theme for a late winter fling, part four

Saturday morning, he texts. Small talk for a bit, then we drift into more serious territory. Before I know it, we're having a state of the union discussion. I tell him I don't want to be physically intimate anymore. That I still haven't recovered from the emotional devastation wrought by the relationship I had late last year. Which is true, and a large reason why I've never wanted to sleep with him. I've been associating sex with negative emotions since then, and, much as I've tried to get past it, I haven't yet. I've been dialing it in. It's sucked.

I try to explain. That part of me got very badly hurt last year, I say. So to protect itself, it packed the fuck up and left town. I don't know when it's coming back. I miss it, but I don't know how to get it back. This isn't actually the first time I've told him this, but he hasn't seemed to really get it. He seems to now, finally. He tells me he understands, and respects it completely. I like hanging out with you, he writes. You're amazing.

It's not easy to admit something so personal about what I'm going through, and I say as much. Part of why I'm so upset is I fear you'll jet. And I like you in my life. I love who I am around you. I'm not usually so relaxed and confident and clever.

That's just you being you, he says back. You are relaxed, confident, and kinda clever. We spend a few lines arguing over who's the bigger mess emotionally, and promise to still hang out, provided we can manage to be truly just friends and not ride the fence. However, he says, he likes that I used the word "jet" because it suggests that were he to leave, it would be quickly and in style. And I appreciate that, he says. Better than prop-planing it out of there.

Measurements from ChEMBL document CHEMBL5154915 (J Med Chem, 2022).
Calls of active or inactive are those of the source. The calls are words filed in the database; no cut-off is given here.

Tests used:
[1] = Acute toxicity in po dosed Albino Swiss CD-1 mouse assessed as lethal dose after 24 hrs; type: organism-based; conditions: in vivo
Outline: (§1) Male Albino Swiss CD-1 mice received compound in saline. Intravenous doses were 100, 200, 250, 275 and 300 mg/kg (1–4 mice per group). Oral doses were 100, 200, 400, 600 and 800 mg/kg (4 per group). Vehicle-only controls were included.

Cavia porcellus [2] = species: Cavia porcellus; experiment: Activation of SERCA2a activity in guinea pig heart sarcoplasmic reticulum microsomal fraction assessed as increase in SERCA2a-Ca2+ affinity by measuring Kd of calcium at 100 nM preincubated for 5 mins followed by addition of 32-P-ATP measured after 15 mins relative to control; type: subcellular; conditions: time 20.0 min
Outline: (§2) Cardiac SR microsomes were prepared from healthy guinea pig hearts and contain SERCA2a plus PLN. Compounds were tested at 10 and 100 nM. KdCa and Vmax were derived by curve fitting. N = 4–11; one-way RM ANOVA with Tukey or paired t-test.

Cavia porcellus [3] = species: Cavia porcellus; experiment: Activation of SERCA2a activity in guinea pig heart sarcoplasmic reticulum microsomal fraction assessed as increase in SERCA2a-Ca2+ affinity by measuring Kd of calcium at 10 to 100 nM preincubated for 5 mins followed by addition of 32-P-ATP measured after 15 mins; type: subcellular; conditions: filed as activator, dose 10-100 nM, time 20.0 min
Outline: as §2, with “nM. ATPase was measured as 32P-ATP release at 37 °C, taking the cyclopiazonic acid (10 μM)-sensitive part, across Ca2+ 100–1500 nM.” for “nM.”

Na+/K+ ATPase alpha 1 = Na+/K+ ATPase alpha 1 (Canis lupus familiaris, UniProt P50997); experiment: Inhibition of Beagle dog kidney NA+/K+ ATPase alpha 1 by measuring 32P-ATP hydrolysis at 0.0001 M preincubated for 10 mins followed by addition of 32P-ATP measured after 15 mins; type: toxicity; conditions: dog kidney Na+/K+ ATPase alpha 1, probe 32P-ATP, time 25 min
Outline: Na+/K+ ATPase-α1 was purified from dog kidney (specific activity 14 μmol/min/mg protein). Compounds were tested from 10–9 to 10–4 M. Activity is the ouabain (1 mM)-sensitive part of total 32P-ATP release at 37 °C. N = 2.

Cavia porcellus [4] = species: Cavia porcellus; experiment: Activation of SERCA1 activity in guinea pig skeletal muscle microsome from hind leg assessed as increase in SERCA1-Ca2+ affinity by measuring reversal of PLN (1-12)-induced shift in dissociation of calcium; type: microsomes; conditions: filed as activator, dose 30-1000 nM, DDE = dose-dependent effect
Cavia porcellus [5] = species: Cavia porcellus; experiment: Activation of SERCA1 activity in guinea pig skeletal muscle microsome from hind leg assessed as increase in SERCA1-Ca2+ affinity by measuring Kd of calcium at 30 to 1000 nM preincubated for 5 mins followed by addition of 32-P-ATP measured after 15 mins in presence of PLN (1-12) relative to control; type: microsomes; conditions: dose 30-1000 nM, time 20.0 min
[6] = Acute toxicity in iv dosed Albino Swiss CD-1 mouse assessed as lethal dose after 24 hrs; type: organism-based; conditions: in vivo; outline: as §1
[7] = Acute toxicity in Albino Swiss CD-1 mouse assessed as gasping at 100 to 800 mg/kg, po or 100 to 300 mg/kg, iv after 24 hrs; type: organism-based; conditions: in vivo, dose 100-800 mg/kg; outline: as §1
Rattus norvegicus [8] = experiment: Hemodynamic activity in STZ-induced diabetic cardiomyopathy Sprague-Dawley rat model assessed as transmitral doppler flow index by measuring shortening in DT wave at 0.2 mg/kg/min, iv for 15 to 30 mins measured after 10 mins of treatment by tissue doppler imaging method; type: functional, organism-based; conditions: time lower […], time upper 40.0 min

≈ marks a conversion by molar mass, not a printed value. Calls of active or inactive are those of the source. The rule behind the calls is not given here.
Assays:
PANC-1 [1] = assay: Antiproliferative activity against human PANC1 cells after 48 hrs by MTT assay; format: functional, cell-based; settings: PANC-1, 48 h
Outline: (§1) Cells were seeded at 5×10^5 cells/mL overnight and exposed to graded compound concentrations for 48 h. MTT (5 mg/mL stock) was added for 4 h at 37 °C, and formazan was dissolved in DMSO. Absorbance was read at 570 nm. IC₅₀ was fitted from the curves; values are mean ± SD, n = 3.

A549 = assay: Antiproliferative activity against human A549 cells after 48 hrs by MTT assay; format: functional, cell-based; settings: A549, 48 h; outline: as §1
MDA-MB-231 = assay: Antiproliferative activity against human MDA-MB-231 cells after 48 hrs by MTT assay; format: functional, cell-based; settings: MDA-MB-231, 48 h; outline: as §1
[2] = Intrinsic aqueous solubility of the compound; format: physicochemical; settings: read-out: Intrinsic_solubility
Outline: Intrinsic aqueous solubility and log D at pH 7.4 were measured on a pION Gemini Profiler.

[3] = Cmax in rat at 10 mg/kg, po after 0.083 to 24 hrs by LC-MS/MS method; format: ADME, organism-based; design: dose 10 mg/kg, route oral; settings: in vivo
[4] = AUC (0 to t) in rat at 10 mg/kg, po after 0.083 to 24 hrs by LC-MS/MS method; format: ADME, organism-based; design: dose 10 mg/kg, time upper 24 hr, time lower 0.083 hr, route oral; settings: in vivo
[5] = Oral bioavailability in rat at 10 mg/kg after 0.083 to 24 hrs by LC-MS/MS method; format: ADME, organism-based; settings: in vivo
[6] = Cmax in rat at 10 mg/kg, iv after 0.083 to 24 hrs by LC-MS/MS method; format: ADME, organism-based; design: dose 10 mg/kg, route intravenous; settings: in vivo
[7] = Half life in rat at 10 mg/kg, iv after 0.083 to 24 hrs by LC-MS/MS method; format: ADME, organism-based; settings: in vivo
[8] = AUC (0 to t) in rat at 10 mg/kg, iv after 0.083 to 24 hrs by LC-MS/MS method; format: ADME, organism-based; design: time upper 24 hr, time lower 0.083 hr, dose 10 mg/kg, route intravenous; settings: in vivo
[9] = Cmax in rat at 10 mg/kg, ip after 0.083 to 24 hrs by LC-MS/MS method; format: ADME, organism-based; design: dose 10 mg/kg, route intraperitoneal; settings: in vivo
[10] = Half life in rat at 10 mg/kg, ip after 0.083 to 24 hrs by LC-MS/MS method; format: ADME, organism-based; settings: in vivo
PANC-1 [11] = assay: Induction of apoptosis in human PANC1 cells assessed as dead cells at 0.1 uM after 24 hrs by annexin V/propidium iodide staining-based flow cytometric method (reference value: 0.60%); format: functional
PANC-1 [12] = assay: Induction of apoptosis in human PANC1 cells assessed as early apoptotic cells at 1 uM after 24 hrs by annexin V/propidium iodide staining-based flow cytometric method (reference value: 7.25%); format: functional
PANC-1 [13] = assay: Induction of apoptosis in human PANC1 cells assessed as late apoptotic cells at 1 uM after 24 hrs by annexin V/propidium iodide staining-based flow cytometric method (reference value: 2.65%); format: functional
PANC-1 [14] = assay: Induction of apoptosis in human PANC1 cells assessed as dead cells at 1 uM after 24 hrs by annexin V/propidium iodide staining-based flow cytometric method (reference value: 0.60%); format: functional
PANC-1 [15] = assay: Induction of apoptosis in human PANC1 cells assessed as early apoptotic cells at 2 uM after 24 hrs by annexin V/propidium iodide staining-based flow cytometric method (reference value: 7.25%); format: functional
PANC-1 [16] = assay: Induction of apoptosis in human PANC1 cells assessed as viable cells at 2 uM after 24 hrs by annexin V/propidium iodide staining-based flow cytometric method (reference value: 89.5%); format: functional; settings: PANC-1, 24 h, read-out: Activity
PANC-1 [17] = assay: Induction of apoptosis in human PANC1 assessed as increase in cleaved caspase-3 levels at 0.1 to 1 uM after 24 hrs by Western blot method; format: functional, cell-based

A little bit later, he makes a crack about visiting a wedding chapel downtown. When I don't answer, he nudges, Harhar? I had been busy getting ready for the housewarming party, and explain as much. That's very nice of you. All those cold houses need help. Is it with a housewarming organization?

Stop it, I say.

I'm sorry, he writes back. But if it's a volunteer thing, I'd like to donate my time once or twice a month.

I have nothing to wear, I whine. I hate all my clothes.

Well you're gonna need to wear some if this place is as cold as it sounds.

This morning, I have computer trouble and text him for help. He tells me to bring my laptop upstairs for a look. We walk his dog together and go for breakfast afterward. I ask him if he has any nicknames for his dog. "Yes," he says. "Bad dog."

"No really," I say. "What do you call him? You must have some cute little endearments, that you say just when you're alone." He looks at me, his eyes laughing but his mouth serious. "Syd. Syd Vicious. InSydious. Sydmeister. John Smalls. Mr. Nixon. Fluffy McGee. Malaysia." He goes on for another two minutes, the names growing ever more ridiculous. He doesn't stop to think once. They just pour out of him. I can't get a bite of food down, and I beg him to quit it. "What?" he asks, deadpanning. "Those are all his names. You asked."

Back at his apartment, I sit on his lap while we reinstall software on my laptop. He plays a song for me. A pair of hot tears catch me off guard. I jump up abruptly to collect myself privately in the bathroom, but he sees my expression and grabs my arm before I can escape. "What is it?" he asks quietly. "Why are you crying?" His eyes are soft and understanding. It still amazes me how amber they are.

I just shake my head, and he doesn't press. "Come here," he says, and uses the corner of his shirt to wipe my face. There's no point in either of us saying what hangs heavily in the air: that the situation sucks. That it's a shame. That we get along perfectly, and we're crazy about one another's personalities. That there is chemistry and strong attraction, despite my temporarily damaged sense of sexuality.

That it would never, ever get off the ground because he's ten years younger than me, and that it's better to rip off the bandaid now before we grow any more attached.

We go to the couch and he holds me on his chest for the last time. "Your shoes are filthy," he says. "That's because they're shoes," I reply. "No, really. Look." He grabs my phone. "Bend your knees," he commands, and snaps a picture. "See?" He holds up an image of my soles, grey with grime.


When my desktop and files finally appear on my computer, I get up to leave. He walks me to the door and kisses my cheek. I hear the door latch shut behind me as I turn the corner of his hall.

Back at home, I add the photo he took to an iPhoto event I've titled "Upstairs." There are less than twenty photos in it.